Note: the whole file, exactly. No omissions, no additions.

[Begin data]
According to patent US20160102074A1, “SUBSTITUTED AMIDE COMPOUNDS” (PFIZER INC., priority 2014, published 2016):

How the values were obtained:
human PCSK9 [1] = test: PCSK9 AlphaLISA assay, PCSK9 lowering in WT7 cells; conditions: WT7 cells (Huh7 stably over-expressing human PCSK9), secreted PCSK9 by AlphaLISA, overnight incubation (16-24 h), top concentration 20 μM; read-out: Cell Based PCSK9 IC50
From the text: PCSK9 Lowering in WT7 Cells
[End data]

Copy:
According to patent US20160102074A1, “SUBSTITUTED AMIDE COMPOUNDS” (PFIZER INC., priority 2014, published 2016):

How the values were obtained:
human PCSK9 [1] = test: PCSK9 AlphaLISA assay, PCSK9 lowering in WT7 cells; conditions: WT7 cells (Huh7 stably over-expressing human PCSK9), secreted PCSK9 by AlphaLISA, overnight incubation (16-24 h), top concentration 20 μM; read-out: Cell Based PCSK9 IC50
From the text: PCSK9 Lowering in WT7 Cells